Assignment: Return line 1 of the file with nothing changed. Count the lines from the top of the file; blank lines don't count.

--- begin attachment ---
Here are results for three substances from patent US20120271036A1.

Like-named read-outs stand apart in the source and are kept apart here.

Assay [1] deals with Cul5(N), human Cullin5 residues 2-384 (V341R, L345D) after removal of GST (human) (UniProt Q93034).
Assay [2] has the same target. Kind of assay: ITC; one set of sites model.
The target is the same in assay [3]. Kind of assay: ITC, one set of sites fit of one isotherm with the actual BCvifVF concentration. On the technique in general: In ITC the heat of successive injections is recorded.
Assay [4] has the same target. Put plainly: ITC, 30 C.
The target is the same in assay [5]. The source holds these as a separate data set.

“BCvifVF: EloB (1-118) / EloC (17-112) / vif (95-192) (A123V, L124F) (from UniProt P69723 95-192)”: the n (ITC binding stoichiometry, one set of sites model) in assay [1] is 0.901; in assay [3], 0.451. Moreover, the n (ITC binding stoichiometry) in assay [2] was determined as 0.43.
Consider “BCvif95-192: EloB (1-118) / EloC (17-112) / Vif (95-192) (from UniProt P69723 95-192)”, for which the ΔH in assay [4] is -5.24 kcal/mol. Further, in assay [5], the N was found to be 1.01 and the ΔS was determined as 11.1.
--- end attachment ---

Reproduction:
Here are results for three substances from patent US20120271036A1.